The patient did not consent to plasma exchange. Therefore, intravenous immunoglobulin (IVIG) treatment was considered. Meanwhile, intravenous methylprednisolone (1000 mg/day) was prescribed on the third day of admission. The steroid pulse therapy lasted for 5 days, during which the left upper distal limb muscle strength score improved to MRC scale 3. Bilateral feet and right palm paresthesia ameliorated, and the right leg muscle strength score improved to MRC scale 3 over the ensuing days. A rheumatologist was consulted regarding the elevated serum levels of anti-SSA and anti-SSB autoantibodies. According to the 2016 ACR/EULAR classification criteria for pSS [8], the patient had high titers of anti-SSA antibodies as well as corneal ulcers with severe SPK in the left eye as a surrogate of ocular staining score or van Bijsterveld score. Thus, the rheumatologist was able to diagnose pSS and also classify it.

We administered IVIG after steroid pulse therapy. There was a remarkable improvement in the proximal limb muscle strength on the third day of IVIG administration. Moreover, the patient’s clinical status significantly improved over the next few days. Continuous improvement in muscle power in all four limbs proximally as well as distally was noted. The patient also regained the use of axial muscles. Therefore, the rehabilitation program was upgraded due to her progress; however, she refused further transfer to the rehabilitation department as she wanted to go home early. Finally, the patient was discharged after 37 days of admission with partially-dependent BADL.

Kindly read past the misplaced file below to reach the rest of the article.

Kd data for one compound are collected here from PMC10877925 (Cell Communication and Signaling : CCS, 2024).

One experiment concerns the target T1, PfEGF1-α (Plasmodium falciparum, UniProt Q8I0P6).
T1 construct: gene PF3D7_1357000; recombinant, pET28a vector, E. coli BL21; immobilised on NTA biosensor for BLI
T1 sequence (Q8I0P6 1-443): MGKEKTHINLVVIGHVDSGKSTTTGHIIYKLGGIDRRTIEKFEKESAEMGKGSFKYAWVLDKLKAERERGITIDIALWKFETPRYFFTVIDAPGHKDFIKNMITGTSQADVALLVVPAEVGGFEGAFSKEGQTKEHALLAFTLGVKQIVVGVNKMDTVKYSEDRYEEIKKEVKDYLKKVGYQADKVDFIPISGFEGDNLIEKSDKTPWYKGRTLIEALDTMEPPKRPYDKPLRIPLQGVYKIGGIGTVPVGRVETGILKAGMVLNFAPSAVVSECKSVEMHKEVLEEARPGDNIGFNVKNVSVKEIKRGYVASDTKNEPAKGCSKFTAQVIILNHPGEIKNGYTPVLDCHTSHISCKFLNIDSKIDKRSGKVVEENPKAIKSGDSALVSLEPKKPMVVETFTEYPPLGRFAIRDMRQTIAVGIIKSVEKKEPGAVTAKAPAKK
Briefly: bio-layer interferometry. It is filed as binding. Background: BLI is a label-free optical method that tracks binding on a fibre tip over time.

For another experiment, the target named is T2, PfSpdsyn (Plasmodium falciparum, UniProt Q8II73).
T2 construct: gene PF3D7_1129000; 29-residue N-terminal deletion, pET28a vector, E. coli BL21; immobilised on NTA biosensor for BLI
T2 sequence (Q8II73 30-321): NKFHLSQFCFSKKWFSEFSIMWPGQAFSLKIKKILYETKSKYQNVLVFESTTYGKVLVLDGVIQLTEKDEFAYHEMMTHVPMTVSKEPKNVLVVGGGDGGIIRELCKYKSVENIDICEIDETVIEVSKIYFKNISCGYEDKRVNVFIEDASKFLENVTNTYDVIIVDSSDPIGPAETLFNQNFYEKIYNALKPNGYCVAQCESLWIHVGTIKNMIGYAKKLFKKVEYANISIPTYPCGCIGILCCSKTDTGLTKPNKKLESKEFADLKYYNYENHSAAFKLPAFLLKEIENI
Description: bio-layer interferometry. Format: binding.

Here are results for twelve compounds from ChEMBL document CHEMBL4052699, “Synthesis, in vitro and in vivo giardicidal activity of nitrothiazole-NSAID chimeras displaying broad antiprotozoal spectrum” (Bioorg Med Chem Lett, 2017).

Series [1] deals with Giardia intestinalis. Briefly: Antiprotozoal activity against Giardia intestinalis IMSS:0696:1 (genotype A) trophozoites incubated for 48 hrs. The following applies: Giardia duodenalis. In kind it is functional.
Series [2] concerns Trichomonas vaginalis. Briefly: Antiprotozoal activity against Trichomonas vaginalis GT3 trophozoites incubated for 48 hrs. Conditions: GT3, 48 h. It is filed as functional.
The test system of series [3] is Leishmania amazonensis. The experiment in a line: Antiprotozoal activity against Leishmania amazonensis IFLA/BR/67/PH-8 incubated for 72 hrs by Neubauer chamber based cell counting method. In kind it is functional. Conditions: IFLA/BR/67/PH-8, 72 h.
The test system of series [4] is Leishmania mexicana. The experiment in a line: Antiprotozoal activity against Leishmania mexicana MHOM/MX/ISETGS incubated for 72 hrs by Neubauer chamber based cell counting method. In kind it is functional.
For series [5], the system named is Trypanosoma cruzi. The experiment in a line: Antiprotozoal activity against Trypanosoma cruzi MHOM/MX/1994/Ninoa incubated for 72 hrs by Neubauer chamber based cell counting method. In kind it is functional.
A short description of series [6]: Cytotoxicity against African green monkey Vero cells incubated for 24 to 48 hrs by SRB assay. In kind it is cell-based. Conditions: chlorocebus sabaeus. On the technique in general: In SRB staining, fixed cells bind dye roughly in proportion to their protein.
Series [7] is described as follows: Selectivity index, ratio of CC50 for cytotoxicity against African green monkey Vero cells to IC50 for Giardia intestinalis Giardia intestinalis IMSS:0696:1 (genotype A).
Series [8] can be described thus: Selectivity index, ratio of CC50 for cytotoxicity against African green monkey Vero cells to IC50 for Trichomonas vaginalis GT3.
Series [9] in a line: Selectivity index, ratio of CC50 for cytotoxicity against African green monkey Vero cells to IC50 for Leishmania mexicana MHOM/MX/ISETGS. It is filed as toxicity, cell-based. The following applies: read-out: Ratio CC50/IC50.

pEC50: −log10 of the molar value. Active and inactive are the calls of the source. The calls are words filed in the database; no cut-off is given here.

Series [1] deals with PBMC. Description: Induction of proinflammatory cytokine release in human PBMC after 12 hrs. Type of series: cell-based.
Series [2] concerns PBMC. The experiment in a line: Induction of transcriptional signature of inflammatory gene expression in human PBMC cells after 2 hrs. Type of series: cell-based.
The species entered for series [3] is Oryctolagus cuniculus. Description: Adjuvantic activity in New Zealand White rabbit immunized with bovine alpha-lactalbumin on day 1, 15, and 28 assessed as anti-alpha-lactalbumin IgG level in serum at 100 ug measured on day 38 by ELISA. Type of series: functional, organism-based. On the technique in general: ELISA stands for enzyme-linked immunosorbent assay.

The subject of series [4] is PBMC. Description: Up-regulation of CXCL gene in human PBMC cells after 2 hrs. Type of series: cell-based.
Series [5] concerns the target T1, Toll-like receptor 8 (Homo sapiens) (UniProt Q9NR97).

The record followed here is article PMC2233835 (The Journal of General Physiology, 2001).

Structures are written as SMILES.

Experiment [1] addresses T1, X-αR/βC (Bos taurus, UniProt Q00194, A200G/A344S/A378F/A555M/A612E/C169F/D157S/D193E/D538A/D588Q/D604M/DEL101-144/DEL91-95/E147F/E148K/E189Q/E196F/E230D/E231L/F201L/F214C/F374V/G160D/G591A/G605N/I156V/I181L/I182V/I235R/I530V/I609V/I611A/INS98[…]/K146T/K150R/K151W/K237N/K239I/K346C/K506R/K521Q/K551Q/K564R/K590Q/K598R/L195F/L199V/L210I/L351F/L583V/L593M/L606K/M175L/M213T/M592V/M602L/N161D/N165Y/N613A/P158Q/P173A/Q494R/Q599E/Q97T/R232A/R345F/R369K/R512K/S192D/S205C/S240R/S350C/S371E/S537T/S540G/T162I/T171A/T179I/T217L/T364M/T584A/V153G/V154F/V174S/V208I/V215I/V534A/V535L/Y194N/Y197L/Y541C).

During the follow-up at the neurology outpatient clinic 2 weeks after discharge, the patient’s muscle strength progressively improved (upper proximal-3, distal-3, lower proximal-4, distal-3), and the incomplete left eye closure resolved.

Discussion and conclusions

pSS is a chronic, autoimmune disease that usually occurs in middle-aged adults (mean age of onset: 4th to 5th decade of life) and is predominant in females. Its clinical picture varies among affected individuals. The most common symptoms are xerophthalmia and xerostomia. According to the 2016 ACR/EULAR classification criteria [8], any individual who fulfills the inclusion criteria with a weighted summed score of ≥4 can be diagnosed with pSS.

Most patients with pSS initially experience neurological symptoms, wherein both peripheral and central nervous systems could be affected [1,2,3]. These symptoms vary widely, including axonal sensory neuropathy, axonal sensorimotor neuropathy, GBS, small- fiber neuropathy, and demyelination [5, 6]. If the sicca symptoms (xerophthalmia and xerostomia) are subclinical and vague, diagnosis of pSS may be delayed or underdiagnosed.

There are multiple hypotheses regarding the neurological symptoms associated with the pathogenicity of pSS [6], including small-vessel vasculopathy [9], dorsal root ganglionitis [10], cryoglobulinemia [11], demyelination [12], myelitis [13], and antibody-mediated autonomic dysfunction [14]. This heterogeneity of the underlying neuropathological mechanisms of pSS complicates the treatment approach.

AMSAN is a rare form of GBS variants. The pathology is predominantly axonal loss of both motor and sensory nerve fibers. Although AMSAN has characteristics similar to those of acute motor axonal neuropathy (AMAN), the onset of AMSAN is rapid and its symptoms are more severe, resulting in significant disability [15]. AMSAN and AMAN are associated with Campylobacter jejuni infection, which in itself is a poor prognostic factor [16].